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  1. Enchanted Islands Cambio Coffee

    Enchanted Islands Cambio Coffee

    We recently worked with a Shanghai-based startup, Cambio Coffee, to connect them with sustainable producer groups as they searched for new partners in Colombia, Ecuador, Peru and Bolivia. We joined up with Cambio Coffee’s Sebastián and Felipe Martin for part of their trip when they visited Quito and the Galapagos Islands. Cambio Coffee is a growing social enterprise dedicated to creating a positive impact on the environment and farming communities in Latin America

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  2. Thomas Jefferson: The Founding Father of… Gastronomic Tourism?

    Thomas Jefferson: The Founding Father of… Gastronomic Tourism?

    In Noli, a small comune in Liguria, Italy, Thomas Jefferson reports that you’ll find “a miserable tavern, but they can give you good fish viz. sardines, fresh anchovies, [etc.] and probably strawberries; perhaps too Ortolans.” In Rozzano, a comune in Milan, he recommends that you “ask for Mascarponi, a rich and excellent kind of curd, and enquire how it is made.”

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  3. Rediscover ishpingo: the Amazon’s hidden treasure

    Rediscover ishpingo: the Amazon’s hidden treasure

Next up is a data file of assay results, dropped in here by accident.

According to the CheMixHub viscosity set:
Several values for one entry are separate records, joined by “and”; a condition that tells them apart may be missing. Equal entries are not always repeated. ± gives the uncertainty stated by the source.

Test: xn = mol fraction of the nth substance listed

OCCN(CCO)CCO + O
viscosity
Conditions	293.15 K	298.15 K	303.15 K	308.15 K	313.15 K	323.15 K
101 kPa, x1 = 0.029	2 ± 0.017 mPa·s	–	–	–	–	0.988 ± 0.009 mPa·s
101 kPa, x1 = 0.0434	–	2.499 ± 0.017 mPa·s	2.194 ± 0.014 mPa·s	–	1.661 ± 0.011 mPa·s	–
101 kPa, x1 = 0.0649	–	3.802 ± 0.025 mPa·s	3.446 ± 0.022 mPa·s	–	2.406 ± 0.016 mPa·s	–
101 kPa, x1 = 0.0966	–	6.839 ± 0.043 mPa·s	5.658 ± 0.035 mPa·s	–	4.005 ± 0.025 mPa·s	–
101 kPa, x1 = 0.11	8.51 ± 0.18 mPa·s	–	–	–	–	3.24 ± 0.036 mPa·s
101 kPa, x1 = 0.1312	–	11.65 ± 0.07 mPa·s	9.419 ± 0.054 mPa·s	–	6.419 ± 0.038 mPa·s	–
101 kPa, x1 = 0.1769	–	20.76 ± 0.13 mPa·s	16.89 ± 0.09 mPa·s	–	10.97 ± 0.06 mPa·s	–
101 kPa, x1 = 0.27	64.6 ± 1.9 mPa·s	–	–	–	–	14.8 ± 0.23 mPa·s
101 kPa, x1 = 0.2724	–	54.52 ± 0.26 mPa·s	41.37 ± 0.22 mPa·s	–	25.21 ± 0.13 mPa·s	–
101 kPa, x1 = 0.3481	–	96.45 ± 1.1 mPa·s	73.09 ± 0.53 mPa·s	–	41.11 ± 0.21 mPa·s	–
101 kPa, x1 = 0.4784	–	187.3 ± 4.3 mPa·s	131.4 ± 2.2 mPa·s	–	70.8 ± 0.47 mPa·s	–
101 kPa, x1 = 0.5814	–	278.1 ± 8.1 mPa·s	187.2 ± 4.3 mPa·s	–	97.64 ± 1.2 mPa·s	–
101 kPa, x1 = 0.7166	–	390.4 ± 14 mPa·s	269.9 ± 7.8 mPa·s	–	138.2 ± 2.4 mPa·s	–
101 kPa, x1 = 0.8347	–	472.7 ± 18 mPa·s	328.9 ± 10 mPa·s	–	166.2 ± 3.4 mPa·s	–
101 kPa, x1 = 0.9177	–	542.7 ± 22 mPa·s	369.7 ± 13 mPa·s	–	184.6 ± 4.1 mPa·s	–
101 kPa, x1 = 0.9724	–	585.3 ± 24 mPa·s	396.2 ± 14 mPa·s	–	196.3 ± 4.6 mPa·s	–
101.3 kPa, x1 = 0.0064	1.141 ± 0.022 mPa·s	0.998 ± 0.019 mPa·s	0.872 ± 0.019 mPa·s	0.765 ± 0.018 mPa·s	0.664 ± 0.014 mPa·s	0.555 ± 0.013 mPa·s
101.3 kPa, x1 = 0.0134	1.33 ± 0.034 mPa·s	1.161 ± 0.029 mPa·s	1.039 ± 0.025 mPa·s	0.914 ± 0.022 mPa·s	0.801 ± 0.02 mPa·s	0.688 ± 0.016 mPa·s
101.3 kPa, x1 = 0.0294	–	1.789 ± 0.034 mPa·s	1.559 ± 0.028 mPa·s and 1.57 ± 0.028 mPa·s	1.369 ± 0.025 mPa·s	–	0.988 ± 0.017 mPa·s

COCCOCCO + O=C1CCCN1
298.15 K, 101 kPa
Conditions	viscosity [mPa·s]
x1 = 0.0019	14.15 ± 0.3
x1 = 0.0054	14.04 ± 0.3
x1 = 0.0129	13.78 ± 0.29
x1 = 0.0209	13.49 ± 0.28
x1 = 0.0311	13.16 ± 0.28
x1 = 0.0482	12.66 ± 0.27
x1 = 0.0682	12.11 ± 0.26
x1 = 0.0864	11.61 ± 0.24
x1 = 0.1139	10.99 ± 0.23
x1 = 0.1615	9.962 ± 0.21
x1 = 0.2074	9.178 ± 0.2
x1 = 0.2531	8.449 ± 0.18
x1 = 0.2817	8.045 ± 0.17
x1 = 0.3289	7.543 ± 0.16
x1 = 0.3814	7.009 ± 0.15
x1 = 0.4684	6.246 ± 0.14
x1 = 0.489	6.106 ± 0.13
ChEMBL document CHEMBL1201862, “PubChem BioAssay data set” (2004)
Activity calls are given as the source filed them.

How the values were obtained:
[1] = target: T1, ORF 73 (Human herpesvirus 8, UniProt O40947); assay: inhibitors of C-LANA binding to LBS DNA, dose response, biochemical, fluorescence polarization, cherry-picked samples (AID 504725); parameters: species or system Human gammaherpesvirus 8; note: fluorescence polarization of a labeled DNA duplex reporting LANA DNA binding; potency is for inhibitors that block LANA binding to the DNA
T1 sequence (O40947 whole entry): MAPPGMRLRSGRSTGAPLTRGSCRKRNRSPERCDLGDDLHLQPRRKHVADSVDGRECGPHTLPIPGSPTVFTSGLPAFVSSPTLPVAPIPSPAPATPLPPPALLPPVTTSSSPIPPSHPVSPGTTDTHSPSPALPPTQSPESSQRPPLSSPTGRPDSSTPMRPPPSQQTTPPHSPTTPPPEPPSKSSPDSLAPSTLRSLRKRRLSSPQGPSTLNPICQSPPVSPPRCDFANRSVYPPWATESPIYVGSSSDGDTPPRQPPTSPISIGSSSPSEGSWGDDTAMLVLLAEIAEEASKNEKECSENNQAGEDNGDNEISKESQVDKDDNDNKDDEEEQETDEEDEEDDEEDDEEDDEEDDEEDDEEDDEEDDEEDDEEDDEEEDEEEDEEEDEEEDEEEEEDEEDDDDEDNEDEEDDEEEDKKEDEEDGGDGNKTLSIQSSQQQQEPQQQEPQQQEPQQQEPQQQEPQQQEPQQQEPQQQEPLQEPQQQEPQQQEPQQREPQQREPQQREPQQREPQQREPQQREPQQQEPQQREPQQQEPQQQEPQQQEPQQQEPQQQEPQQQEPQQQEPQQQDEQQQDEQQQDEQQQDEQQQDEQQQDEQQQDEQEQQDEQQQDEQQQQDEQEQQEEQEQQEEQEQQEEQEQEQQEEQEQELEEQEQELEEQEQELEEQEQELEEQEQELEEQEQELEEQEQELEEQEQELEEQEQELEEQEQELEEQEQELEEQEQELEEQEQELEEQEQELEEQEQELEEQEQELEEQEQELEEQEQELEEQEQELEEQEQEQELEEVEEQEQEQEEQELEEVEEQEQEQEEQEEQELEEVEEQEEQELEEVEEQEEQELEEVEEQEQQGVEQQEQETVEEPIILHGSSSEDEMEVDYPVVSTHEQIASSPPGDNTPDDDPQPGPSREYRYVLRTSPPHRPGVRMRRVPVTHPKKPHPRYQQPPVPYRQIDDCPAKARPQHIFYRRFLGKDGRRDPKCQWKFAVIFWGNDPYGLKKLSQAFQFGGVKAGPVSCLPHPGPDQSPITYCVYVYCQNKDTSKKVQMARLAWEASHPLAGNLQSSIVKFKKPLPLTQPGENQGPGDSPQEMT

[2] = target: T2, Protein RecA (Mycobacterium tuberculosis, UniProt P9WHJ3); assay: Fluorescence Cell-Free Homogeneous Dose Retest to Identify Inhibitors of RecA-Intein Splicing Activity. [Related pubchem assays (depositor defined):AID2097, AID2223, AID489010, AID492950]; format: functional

Virtually unknown outside its native Amazon rainforest home, ishpingo (or American Cinnamon) has a deep, earthy, fruity flavor that adds a surprising and hard-to-place dimension to both sweet and savory dishes. Once a promising spice that moved the dreams of adventurers, isphingo deserves to be rediscovered and better known.

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  4. Amazonas picante: Los ajíes de la selva

    Amazonas picante: Los ajíes de la selva

    Cuando Colón se encontró con el Nuevo Mundo, sus pueblos indígenas recibieron el nombre de "indios", una designación errónea de magnitud histórica. Una fruta hasta entonces desconocida fuera de las Américas también recibió un nombre que pertenecía a otra: el pimiento. Para los españoles que probaron esta fruta por primera vez, su picor trajo a la mente los granos de pimienta que habían sido conocidos y comercializados en Eurasia, y así el fruto del Capsicum recibió el nombre de una especie totalmente diferente.

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  5. Amazon Heat: Chilies from the Rainforest

    Amazon Heat: Chilies from the Rainforest

    When Columbus stumbled upon the New World, its indigenous people became known as “Indians”, a misnomer of historical magnitude. Then, too, a fruit until then unknown outside of the Americas received a name that belonged to another: the pepper. To the Spaniards who tasted this fruit for the first time, its heat brought to mind the peppercorns that had been known and traded in Eurasia, and so the fruit of the Capsicum received the name of an entirely different species.

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